3. Population Distribution
A majority of the Swedish population is located in the urban and metropolitan areas of the country, mostly in the South. This uneven distribution of people implies that the health facilities are likely to be concentrated in some areas while others are left without healthcare. This means that the people in congested areas may not be able to get adequate medical attention due to their large numbers, or those in the deserted areas may be forgotten in the provision of healthcare services and facilities, thus exposing them to a lack of these amenities. In some cases, the local populations in the northern parts of the country are unable to access medical services because they are too far from the nearest facility.
To curb the disparities created by wealth distribution, the government through collaboration with healthcare providers has to ensure that treatment is accorded correctly in terms of lifestyle diseases. The diagnoses must be accurate too to avoid wasting resources on wrong cases. Mass awareness must also be created for better and healthier living habits to ensure that the population stays healthy (Evans, 2001). The government should also work towards evening the wealth distribution by bridging the gap between the rich and the poor to at least increase the middle-class populations and reduce the number of the poor.
Anti-immigration laws will only give rise to illegal immigrants. Instead of prohibiting immigration, the government in conjunction with the health sector stakeholders should come up with mechanisms through which these immigrant populations can be studied to enable evidence-based practice in their health care provision (Evans, 2001). As opposed to watching and waiting or making assumptions, they need to be provided with accurate treatment and thus they should be understood in terms of their cultural practices and living conditions. With regards to population distribution, the government should encourage the citizens to live in rural areas as well. This will lighten the burden on the urban and metropolitan areas and also allow for a more equitable distribution of resources and facilities.
Currently, the Swedish government operates the health sector in a decentralized system in which the governments in their various capacities are responsible for the health sectors within their jurisdictions. This allows for better management and takes away the groundwork to the people on the ground, leaving the central government with policy-making among other more bureaucratic roles.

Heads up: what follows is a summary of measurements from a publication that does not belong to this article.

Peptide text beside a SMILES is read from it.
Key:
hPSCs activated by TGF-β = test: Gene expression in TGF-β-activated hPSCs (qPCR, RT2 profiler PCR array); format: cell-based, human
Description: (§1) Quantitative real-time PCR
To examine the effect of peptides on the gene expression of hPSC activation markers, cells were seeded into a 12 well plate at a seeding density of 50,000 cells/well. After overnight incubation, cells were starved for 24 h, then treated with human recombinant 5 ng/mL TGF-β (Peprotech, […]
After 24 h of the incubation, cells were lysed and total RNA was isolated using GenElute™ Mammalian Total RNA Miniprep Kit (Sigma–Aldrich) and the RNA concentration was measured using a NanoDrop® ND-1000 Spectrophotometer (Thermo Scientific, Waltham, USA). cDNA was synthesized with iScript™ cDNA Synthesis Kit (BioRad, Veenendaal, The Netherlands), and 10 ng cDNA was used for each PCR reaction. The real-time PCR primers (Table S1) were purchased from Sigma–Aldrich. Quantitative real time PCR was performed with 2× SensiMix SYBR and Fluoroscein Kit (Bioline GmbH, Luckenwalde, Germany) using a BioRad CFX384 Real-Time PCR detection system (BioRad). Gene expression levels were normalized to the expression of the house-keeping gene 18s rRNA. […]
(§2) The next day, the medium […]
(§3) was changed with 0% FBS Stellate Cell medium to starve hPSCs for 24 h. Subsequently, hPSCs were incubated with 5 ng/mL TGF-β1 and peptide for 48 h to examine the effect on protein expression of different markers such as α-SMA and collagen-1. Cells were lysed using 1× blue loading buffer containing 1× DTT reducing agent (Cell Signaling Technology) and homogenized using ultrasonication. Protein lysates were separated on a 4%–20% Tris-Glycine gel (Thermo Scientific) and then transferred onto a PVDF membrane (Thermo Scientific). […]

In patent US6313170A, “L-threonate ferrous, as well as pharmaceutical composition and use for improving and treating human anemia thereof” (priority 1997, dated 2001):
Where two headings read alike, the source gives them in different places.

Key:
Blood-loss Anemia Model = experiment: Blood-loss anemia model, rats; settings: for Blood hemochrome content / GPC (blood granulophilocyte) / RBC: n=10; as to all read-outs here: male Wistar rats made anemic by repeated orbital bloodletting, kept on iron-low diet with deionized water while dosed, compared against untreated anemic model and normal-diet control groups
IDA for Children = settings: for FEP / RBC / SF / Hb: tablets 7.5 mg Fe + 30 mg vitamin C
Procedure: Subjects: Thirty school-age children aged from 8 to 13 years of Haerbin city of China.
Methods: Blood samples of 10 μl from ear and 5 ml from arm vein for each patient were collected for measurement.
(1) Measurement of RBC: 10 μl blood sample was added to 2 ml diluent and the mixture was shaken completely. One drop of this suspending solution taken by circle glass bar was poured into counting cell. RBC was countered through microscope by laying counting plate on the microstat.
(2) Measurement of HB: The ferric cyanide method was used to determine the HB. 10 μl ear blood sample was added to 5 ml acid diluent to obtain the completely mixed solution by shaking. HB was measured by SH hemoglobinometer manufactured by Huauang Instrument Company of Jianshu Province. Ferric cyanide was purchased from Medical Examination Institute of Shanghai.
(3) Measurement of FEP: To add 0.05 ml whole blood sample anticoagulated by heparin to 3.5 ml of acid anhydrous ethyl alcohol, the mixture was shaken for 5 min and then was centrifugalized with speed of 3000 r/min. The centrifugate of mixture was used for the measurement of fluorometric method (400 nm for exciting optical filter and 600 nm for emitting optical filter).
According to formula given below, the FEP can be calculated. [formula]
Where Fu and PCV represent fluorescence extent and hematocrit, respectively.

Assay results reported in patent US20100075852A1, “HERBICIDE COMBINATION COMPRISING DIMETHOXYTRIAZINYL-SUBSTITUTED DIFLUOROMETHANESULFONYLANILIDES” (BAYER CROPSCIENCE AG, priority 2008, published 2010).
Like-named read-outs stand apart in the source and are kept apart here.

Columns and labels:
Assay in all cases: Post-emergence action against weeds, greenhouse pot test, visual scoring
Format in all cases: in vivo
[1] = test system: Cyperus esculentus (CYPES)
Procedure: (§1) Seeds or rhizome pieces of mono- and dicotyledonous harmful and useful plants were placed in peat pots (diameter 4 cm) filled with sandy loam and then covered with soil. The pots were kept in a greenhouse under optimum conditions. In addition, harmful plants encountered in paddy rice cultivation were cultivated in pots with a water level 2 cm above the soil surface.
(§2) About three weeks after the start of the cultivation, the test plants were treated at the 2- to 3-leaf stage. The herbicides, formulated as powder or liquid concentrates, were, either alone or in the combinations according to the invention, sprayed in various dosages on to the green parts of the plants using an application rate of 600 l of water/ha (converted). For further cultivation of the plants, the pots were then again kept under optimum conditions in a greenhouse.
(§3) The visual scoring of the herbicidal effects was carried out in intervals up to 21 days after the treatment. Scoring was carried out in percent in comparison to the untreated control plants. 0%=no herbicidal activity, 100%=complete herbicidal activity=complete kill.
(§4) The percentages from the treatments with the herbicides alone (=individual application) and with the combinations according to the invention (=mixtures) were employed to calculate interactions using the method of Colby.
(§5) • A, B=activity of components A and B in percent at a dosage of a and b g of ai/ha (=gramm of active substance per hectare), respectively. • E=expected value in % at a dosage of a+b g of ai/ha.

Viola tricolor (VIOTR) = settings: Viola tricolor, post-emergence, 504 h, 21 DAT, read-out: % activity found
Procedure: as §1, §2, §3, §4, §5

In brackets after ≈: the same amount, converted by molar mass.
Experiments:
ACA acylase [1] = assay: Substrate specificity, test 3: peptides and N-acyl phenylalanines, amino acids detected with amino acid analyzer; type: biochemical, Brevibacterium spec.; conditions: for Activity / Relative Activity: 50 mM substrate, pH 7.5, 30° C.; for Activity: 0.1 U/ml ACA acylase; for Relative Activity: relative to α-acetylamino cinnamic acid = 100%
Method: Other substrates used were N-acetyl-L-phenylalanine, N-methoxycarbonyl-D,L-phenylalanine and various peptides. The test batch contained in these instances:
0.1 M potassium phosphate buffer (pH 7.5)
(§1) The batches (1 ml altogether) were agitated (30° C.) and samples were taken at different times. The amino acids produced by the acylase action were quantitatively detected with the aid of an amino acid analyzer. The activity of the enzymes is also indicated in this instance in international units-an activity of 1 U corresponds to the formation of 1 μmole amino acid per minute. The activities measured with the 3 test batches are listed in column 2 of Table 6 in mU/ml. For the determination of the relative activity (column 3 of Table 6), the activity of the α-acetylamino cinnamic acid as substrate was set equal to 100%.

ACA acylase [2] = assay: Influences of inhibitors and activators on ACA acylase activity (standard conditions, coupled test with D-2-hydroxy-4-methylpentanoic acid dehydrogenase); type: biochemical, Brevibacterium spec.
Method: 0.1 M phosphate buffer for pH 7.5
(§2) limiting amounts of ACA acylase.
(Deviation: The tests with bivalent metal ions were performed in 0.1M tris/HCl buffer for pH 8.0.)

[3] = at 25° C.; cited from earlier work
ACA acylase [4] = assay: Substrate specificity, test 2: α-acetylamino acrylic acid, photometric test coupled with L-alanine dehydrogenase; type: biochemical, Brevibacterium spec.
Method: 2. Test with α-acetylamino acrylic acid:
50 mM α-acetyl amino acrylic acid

Also, the government has partnered with the private sector to cater to the population adequately and indiscriminately through health care policies and regulations aimed at promoting equality in the health care sector. Concerning the wealth distribution issue, the government is spending more money on upgrading the public health sector to match the private sector so that the less fortunate can also access good quality facilities for health care.
Sweden is generally a wealthy nation, with a relatively small population and an impressive total nominal GDP. The country has also invested in healthcare and spends up to 10% of its GDP in the public health sector. As a result, healthcare in Sweden is considered among the world's best. However, the disparities created by uneven wealth distribution, immigration, and population distribution threaten this reputation by putting some sections of the population at risk based on their inability to access adequate and accurate healthcare. To avoid this, the government has to deal with the disparities in such a way that the country's population can have the same quality of adequate and accurate healthcare within their reach. This is achievable, and the Swedish government is already embarked on the journey to success with its commitment to improving public healthcare through sufficient and consistent funding. Sweden can thus be considered as the world's best location for the global health systems given that the country is committed to creating a healthy local population.